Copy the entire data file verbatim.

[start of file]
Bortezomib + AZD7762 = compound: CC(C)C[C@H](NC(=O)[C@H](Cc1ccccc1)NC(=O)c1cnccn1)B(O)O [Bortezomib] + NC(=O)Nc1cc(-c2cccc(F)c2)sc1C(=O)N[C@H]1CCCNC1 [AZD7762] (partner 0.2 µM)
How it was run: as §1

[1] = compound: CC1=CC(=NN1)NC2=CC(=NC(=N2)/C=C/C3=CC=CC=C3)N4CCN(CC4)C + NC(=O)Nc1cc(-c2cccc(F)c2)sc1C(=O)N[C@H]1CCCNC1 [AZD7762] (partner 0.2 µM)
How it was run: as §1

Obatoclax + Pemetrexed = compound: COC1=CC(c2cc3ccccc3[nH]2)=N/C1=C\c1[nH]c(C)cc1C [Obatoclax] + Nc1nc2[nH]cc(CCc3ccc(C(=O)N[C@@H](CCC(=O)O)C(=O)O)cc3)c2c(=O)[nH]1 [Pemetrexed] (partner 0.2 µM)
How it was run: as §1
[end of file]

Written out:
Bortezomib + AZD7762 = compound: CC(C)C[C@H](NC(=O)[C@H](Cc1ccccc1)NC(=O)c1cnccn1)B(O)O [Bortezomib] + NC(=O)Nc1cc(-c2cccc(F)c2)sc1C(=O)N[C@H]1CCCNC1 [AZD7762] (partner 0.2 µM)
How it was run: as §1

[1] = compound: CC1=CC(=NN1)NC2=CC(=NC(=N2)/C=C/C3=CC=CC=C3)N4CCN(CC4)C + NC(=O)Nc1cc(-c2cccc(F)c2)sc1C(=O)N[C@H]1CCCNC1 [AZD7762] (partner 0.2 µM)
How it was run: as §1

Obatoclax + Pemetrexed = compound: COC1=CC(c2cc3ccccc3[nH]2)=N/C1=C\c1[nH]c(C)cc1C [Obatoclax] + Nc1nc2[nH]cc(CCc3ccc(C(=O)N[C@@H](CCC(=O)O)C(=O)O)cc3)c2c(=O)[nH]1 [Pemetrexed] (partner 0.2 µM)
How it was run: as §1